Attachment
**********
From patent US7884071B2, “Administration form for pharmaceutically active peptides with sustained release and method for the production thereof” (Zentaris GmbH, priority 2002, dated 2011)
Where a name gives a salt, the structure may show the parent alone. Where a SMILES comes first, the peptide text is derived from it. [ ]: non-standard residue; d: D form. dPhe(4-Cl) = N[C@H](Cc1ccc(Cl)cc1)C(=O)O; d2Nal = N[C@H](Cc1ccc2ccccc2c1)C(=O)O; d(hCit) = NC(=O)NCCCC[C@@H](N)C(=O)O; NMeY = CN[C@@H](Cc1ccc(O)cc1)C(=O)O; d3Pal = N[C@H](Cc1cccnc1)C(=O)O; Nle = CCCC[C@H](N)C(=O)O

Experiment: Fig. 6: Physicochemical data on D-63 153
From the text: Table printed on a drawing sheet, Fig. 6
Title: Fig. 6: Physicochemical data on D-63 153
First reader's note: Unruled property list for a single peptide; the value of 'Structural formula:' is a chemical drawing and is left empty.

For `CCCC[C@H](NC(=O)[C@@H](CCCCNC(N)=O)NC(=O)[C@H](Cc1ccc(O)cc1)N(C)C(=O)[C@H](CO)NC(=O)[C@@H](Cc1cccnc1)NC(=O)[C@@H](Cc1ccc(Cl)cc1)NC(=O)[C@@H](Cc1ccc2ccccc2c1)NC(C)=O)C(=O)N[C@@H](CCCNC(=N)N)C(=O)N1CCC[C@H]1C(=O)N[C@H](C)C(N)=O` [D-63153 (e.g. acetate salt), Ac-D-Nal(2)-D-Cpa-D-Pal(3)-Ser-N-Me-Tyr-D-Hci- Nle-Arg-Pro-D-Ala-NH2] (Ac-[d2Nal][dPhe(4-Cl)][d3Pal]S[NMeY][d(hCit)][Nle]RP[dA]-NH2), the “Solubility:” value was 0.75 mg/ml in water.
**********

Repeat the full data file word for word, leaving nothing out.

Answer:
From patent US7884071B2, “Administration form for pharmaceutically active peptides with sustained release and method for the production thereof” (Zentaris GmbH, priority 2002, dated 2011)
Where a name gives a salt, the structure may show the parent alone. Where a SMILES comes first, the peptide text is derived from it. [ ]: non-standard residue; d: D form. dPhe(4-Cl) = N[C@H](Cc1ccc(Cl)cc1)C(=O)O; d2Nal = N[C@H](Cc1ccc2ccccc2c1)C(=O)O; d(hCit) = NC(=O)NCCCC[C@@H](N)C(=O)O; NMeY = CN[C@@H](Cc1ccc(O)cc1)C(=O)O; d3Pal = N[C@H](Cc1cccnc1)C(=O)O; Nle = CCCC[C@H](N)C(=O)O

Experiment: Fig. 6: Physicochemical data on D-63 153
From the text: Table printed on a drawing sheet, Fig. 6
Title: Fig. 6: Physicochemical data on D-63 153
First reader's note: Unruled property list for a single peptide; the value of 'Structural formula:' is a chemical drawing and is left empty.

For `CCCC[C@H](NC(=O)[C@@H](CCCCNC(N)=O)NC(=O)[C@H](Cc1ccc(O)cc1)N(C)C(=O)[C@H](CO)NC(=O)[C@@H](Cc1cccnc1)NC(=O)[C@@H](Cc1ccc(Cl)cc1)NC(=O)[C@@H](Cc1ccc2ccccc2c1)NC(C)=O)C(=O)N[C@@H](CCCNC(=N)N)C(=O)N1CCC[C@H]1C(=O)N[C@H](C)C(N)=O` [D-63153 (e.g. acetate salt), Ac-D-Nal(2)-D-Cpa-D-Pal(3)-Ser-N-Me-Tyr-D-Hci- Nle-Arg-Pro-D-Ala-NH2] (Ac-[d2Nal][dPhe(4-Cl)][d3Pal]S[NMeY][d(hCit)][Nle]RP[dA]-NH2), the “Solubility:” value was 0.75 mg/ml in water.